Introduction to HAMT
In the previous post I explained that a binary tree wasn't the best data structure for my needs - it wastes too much memory.
I looked for a memory-efficient data structures and I found a gem: Hash Array Mapped Trie (HAMT). The author, Phil Bagwell, wrote two papers related to the subject:
- Fast And Space Efficient Trie Searches, 2000 (pdf) (source)
- In this paper the author is comparing various implementations of Tries and introduces Array Mapped Trie.
- Ideal Hash Trees, 2001 (pdf) (source)
- This paper describes using Array Mapped Trie as a good data structure for a generic hash table.
Let's start with the basics.
Okay, let's not start with the basics. Tries (aka. prefix Trees) are nicely described on Wikipedia, go and read that first.
An exectuive summary: Tries are like normal Trees but, instead of
having a value stored on every node, it is only stored on the final leaves.
For comparison, here's the normal binary Tree storing values
And a Trie (prefix tree) whith prefix size of two bits:
Although it may look good, we haven't yet described the data structure in all details: how to store mapping between prefix and value or pointer on every node?
One obvious idea may be to just use an array for that. In our tree that would mean an array of length four for every node. This is indeed a good idea - no need to find the relevant mapping, just use the prefix as an array index:
The problem is that memory footprint is quite big. Even for our simple case there are a lot slots wasted by NULL values.
Mr Bagwell in his paper proposes compressing this array by using a bitmap to store which slots are not-NULL. For example, the map for the first leaf:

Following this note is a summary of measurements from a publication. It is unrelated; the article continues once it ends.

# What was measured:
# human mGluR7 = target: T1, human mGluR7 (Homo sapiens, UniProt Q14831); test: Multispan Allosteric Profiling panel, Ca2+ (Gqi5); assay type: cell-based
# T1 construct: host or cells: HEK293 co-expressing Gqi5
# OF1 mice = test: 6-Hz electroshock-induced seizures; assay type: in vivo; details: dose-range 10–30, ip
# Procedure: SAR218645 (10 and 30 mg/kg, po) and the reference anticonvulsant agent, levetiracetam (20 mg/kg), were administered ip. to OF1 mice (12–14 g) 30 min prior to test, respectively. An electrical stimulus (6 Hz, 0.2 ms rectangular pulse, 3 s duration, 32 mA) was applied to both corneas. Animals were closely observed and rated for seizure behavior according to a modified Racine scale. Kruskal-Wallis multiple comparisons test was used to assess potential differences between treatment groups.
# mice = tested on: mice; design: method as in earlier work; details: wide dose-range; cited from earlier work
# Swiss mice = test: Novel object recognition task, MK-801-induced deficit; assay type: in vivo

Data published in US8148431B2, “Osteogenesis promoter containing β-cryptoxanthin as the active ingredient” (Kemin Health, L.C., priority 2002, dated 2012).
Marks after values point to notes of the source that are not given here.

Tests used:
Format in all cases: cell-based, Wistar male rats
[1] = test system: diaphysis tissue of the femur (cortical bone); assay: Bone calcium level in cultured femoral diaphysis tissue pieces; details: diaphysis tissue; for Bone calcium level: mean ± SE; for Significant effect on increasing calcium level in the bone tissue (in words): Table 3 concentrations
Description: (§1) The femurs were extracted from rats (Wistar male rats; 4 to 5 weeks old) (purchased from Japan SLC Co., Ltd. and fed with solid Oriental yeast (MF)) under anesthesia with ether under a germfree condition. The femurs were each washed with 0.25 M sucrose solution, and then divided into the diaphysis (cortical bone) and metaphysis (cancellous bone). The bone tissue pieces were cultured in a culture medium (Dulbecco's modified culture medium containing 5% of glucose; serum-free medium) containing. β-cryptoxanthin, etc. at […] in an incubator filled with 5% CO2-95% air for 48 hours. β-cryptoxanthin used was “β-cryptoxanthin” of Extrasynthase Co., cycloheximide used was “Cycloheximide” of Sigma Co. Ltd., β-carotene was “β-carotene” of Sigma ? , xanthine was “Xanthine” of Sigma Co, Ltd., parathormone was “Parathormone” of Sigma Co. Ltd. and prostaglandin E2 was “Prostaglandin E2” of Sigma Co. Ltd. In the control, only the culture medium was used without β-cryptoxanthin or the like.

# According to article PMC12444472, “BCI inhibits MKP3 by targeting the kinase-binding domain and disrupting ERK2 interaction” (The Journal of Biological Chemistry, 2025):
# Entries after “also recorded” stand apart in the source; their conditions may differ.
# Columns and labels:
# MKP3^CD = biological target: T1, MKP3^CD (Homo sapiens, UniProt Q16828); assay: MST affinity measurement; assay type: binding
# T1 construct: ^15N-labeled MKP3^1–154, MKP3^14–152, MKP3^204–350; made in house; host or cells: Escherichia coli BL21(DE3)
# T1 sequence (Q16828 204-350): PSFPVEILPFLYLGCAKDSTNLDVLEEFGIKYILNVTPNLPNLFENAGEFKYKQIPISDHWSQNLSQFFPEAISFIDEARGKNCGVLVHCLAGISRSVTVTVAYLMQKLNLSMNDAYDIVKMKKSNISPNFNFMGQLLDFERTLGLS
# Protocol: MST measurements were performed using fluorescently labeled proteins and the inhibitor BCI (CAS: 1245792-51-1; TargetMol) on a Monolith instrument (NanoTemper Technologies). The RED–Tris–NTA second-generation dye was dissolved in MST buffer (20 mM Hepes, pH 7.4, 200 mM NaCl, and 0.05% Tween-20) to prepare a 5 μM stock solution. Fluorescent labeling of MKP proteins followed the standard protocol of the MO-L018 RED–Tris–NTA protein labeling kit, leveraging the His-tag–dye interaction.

1001. Having this bitmap, we are able to compress the
array and store only something like that:
With the mask and a few bitwise operations (including the famous
popcount instruction) it is
possible to quickly say which position on the array holds which exact
prefix. For example in our case
00 is the 0th element of the array
and stores a value, and
11 is 1st element and stores the pointer to
Our Trie after compression will look like:
No bytes are now wasted and retrieving data still has complexity proportional to the prefix length.
Now you know how a compressed Trie works and that it keeps all the advantages of the Trie but having optimal memory footprint.
I described a simplified data structure, much more can be done to make it go really fast.
The uncompressed implementation has an advantage - every node was exactly the same size and memory management is trivial. The compressed variant on the other hand doesn't waste any memory, but it puts a lot of stress onto the "malloc(3)" implememtation.
Implementing a tuned for this data structure memory allocator is neccesary to gain an ultimate performance.
I showed examples of 2-bit dispatching, but original Hash Array Mapped Trie described in the paper is using 5 bits on each layer (bitmaps of size 32 bits). Of course, nothing is stopping from extending the schema to 64 bitmaps and 6 bits for each layer.
HAMT is a very nice data structure. Reasonably easy to work with, with very good performance characteristics when the keys are distributed uniformally. This suits ideally for a generic hash table implementation and will work well for my full-text search engine if I'll use md5 checksums instead of plaintext words for keys.
Finally, HAMT introduces very little memory overhead.